By Christian Smith, Senior Manager of Talent Acquisition
You’ve written a great resume that highlights your professional experience and has no errors. A Recruiter has taken notice and called you in regards to an opening. You spoke intelligently and now you have an in-person interview! It’s your time to shine!
Preparation is the key! Like the old adage goes, you don’t plan to fail, you fail to plan. That said, make sure you read your interview confirmation email thoroughly with the attention to detail it requires.
- Dress attire – Always go professional (suit/tie for men, pant/skirt suit or professional dresses for women) unless otherwise stated.
- When is your interview – Always arrive 10-15 minutes early.
- Where is your interview – Be prepared to factor in traffic time as well as parking.
- What documents are required for you to have – Hard copies of your resumes, interview questions, required certifications, etc.
- Who are you actually interviewing with – Do not go to Reception thinking that they will know who you are meeting with.
Now you’re in the door! You feel as prepared as possible and it’s time to impress. Start impressing immediately. You’d be surprised how the Receptionist team plays a role in hiring decisions. Be professionally courteous with the front line employees as every impression of you matters. The Receptionist team is the first of the first impressions to be made or lost.
Next it’s on to the Manager! Your introduction is very important, as you want to set a positive tone on how the interview will go. Be confident. Your body language throughout the process speaks volumes for you and your success. Stand up quickly, make eye contact, smile, give a solid handshake, engage and you’re off! Most good managers start their portion of the interview right then and there. Be an active member of that initial conversation.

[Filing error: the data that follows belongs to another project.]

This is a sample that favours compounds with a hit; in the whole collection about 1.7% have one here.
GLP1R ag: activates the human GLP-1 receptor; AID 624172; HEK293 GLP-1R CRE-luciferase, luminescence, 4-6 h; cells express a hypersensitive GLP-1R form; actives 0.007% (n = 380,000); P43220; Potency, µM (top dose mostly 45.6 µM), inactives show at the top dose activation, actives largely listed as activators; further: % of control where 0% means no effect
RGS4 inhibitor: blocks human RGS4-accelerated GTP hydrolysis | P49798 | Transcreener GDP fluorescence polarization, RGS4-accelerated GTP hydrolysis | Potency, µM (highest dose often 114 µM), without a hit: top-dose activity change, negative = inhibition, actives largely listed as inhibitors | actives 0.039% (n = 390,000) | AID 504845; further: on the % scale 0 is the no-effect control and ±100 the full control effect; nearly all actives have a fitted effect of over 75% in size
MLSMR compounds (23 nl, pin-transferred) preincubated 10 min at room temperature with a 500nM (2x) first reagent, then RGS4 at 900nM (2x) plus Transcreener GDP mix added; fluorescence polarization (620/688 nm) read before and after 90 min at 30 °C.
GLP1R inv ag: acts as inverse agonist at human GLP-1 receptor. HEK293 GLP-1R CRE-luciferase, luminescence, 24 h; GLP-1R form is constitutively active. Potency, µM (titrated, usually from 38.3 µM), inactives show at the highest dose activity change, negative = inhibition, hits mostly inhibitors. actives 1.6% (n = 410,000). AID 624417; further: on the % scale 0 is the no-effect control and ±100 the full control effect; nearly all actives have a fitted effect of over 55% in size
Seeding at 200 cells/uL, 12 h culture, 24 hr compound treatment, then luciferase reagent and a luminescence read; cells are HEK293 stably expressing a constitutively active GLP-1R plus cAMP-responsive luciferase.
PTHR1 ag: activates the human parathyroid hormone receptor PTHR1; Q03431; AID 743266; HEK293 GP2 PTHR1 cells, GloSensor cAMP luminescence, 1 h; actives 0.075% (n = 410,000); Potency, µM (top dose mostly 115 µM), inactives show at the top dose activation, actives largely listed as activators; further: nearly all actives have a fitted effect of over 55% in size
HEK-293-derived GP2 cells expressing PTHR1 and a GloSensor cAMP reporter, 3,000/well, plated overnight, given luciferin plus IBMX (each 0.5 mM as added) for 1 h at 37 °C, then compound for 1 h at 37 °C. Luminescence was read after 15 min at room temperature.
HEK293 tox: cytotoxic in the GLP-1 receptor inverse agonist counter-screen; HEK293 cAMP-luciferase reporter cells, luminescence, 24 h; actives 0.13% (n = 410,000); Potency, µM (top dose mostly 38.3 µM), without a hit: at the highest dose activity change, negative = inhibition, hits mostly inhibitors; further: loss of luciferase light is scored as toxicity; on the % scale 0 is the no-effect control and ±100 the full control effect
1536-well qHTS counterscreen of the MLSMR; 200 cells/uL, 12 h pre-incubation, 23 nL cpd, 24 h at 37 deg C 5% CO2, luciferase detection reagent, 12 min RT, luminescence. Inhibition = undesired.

You’re in the interview room ready to answer away, but be calm! Time to show your preparation. Being prepared will help tremendously in staying calm throughout the interview. It is preferable to have your resume ready to go in a professional notepad of some sort. A professional notepad is a great interview tool that shows you’re organized and prepared. It will keep your resumes neat, and will also have a pad of paper with a pen to take notes.
To the questions! There are 3 main types of questions you should be prepared to answer: Competency, Behavioral, and Situational.
- Competency: Can you perform the basic requirements and skills to do the job well?
- Behavioral: Your past work will predict your future behavior.
- Situational: Specific questions about what may happen on the job. How you would assess a situation? Provide solutions on how he or she would handle it.
No matter what kind of question you’re asked make sure you take a moment to absorb and understand the question to your fullest capacity before firing off an answer. You want to make sure you speak with confidence and speak to answer the question directly. The last thing you want to do is start answering before the Manager finishes the question or start speaking too soon, get off on a tangent and then not remember the actual question you’re answering.
Another tip is avoiding negative connotations. This includes, but is not limited to, trash talking your current or old employers, managers, and co-workers. Keep it positive and keep it on target.
To your questions! Any good interviewer will make sure to allow time for you to ask questions as well, and you should always be prepared to do so. This time allows you to make sure that the job is a good fit for you. It cannot be stressed enough how important this step is and how often it goes by the wayside. The last thing a hiring manager wants to hear after “Do you have any questions for me?” is a blank stare and a “No.” What the hiring manager is actually hearing is “I already know everything” or “I don’t care enough to learn more about the position or company. Is the interview over yet?”
- A good recommendation is to have at the very least 6 thoughtful questions prepared, as you can almost guarantee that 2 of them will be answered during the interview itself.
Finish strong! As you are leaving make sure to confirm next steps and timelines to expect feedback or the hiring decision, and always remember to thank all of your interviewers for their time.
What are some of your best interview tips? Tell us in the comments below or join the conversation on Twitter.
— SIS (@sis_us) October 20, 2016